Tyler Proud Of "little" Brother Ben's Irish Career
March 2, 2011
If you want to make Tyler Hansbrough's face light up and his chest swell with pride, don't ask him about how well he has played lately.
Ask him about his little brother.
OK, Ben Hansbrough isn't exactly little. He's a 6-3, 203-pound point guard for Notre Dame and a leading contender for Big East Player of the Year. But big brother is 6-9, 250 and the former national college player of the decade, so by this family's standards, it fits.
Tyler had the rare opportunity to watch Ben play live on Monday in South Bend and saw quite a show. Ben scored 30 points, hitting 7-of-10 from the 3-point line, as the Irish blasted Villanova 93-72 on senior night in Purcell Pavilion.
"I was just happy for him," said Tyler. "Honestly, I can't believe he's done with college basketball. I've seen him play a little bit and I was thinking how different it's going to be. I enjoy watching Carolina but there's nothing like watching your brother play. It's going to be different. I'm not going to be into that much college basketball anymore – unless Carolina's playing."
Since transferring from Mississippi State after the 2006-07 season, Ben's game took off. With averages of 18.4 points, 4.2 assists and 3.8 rebounds – not to mention a .437 percentage from the 3-point line – he has emerged as a driving force behind Notre Dame's remarkable season. The Irish, 23-5, are ranked No. 8 nationally in The Associated Press poll.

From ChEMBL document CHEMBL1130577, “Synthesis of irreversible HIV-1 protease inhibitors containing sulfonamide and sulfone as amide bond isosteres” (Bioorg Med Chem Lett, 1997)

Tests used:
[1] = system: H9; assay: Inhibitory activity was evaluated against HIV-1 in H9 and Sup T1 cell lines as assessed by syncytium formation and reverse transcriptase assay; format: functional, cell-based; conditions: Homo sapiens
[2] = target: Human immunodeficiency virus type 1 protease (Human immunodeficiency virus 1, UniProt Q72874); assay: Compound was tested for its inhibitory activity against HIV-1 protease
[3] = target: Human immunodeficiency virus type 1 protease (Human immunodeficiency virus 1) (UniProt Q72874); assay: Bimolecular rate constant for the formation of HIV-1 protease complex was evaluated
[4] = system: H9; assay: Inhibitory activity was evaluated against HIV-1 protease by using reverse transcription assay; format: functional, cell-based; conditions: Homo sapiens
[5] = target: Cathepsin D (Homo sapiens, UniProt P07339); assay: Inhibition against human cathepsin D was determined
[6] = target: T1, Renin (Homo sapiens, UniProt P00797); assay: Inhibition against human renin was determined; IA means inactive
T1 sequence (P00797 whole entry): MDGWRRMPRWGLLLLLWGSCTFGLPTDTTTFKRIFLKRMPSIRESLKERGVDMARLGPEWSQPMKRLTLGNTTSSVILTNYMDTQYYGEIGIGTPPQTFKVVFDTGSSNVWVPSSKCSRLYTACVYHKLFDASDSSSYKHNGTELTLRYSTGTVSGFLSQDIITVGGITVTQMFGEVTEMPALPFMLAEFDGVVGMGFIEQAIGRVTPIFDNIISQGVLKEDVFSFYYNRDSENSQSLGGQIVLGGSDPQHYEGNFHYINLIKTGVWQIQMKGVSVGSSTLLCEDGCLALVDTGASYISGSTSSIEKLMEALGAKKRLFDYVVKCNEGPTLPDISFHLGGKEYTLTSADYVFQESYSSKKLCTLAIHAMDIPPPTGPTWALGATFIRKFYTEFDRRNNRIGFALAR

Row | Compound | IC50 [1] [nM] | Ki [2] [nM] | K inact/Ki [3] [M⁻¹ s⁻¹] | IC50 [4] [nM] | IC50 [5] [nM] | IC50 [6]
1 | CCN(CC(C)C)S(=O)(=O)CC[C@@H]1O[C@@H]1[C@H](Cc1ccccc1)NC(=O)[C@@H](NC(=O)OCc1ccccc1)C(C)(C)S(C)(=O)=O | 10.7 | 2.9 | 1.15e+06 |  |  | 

Though separated by just a couple of hours, Tyler hasn't had many openings in his NBA schedule to see his brother play. To be free to watch his final regular-season game was a real occasion.
"I've seen him probably play live four or five times the past two years, so it was special," Tyler said. "I was happy for him because he was playing so well. I'm a proud brother."
Though both Tyler and Ben are known for their toughness and competitive spirit, both look up to oldest brother Greg for inspiration in that department. When Greg was 7 years old, doctors discovered what they thought was an inoperable brain tumor.
Not only did he survive the life-threatening surgery, he regained full motor skills and ultimately developed into a top-flight distance runner.
"Greg's gone through more than anything we could ever imagine," Tyler said. "Seeing what he's been through and how he's overcome brain cancer, that's something we can never touch."
The brothers share a tight bond formed through years of typical rough-housing. OK, maybe not so typical, considering these are Hansbroughs we're talking about. Tyler and Ben won two Missouri state championships as teammates on the Poplar Bluff Mules.
"It was one of those relationships where maybe you fight but at the end of the day you go home and you're still friends," Tyler said. "He'd say anything to me and I'd say anything to him. If I wasn't playing good he'd be the first person to tell me and if he wasn't playing good I'd be the first person to tell him. That's the type of relationship we had.
"We're both funny. Off the court we like to goof around but on the court we're serious and pretty competitive. A lot of people like to compare our toughness. We're tough guys because we like to win. We're competitive."
Though scouts aren't completely sold on Ben's future as an NBA prospect – if he lights it up in the NCAA Tournament, he might climb into the picture as a possible second-rounder – Tyler has no doubts.
"Nowadays, it seems like people are drafting more on pure athleticism and I think the trend is you're seeing more players that can play go out and get the job done," he said. "Ben's athletic and he can do a lot of things, but he can play. He's a pretty good player so we'll see what happens. I hope he gets a shot."
Now that would be big.